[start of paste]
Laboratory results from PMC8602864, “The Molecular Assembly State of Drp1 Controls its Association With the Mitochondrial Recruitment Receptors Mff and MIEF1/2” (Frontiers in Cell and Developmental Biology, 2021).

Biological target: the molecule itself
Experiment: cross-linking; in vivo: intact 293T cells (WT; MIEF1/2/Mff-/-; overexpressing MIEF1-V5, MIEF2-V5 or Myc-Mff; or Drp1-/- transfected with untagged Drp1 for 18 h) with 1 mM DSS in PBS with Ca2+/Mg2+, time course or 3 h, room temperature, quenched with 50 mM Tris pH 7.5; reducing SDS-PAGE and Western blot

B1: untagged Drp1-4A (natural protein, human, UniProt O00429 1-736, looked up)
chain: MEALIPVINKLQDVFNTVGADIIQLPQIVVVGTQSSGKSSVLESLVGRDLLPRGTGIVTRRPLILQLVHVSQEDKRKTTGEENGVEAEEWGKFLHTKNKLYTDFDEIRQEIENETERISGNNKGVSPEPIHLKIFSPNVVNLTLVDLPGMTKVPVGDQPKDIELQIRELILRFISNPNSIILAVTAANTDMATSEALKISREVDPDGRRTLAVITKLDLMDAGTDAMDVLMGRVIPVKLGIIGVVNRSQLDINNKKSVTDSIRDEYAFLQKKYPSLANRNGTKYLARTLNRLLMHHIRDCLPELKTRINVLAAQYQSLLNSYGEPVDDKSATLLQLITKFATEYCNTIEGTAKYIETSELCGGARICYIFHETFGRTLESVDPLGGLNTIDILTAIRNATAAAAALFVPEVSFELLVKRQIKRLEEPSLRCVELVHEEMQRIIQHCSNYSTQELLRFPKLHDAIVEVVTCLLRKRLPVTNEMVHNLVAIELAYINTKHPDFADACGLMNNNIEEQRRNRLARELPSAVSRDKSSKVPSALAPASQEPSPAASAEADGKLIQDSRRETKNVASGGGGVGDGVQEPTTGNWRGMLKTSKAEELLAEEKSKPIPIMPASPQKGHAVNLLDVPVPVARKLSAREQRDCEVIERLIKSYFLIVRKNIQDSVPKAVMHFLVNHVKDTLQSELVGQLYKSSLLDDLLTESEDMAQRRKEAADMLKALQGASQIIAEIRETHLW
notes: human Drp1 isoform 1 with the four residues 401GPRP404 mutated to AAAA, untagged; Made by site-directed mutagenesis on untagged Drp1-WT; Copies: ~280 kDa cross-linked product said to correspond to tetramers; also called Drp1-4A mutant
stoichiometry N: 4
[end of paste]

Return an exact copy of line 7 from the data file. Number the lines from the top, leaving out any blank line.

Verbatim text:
stoichiometry N: 4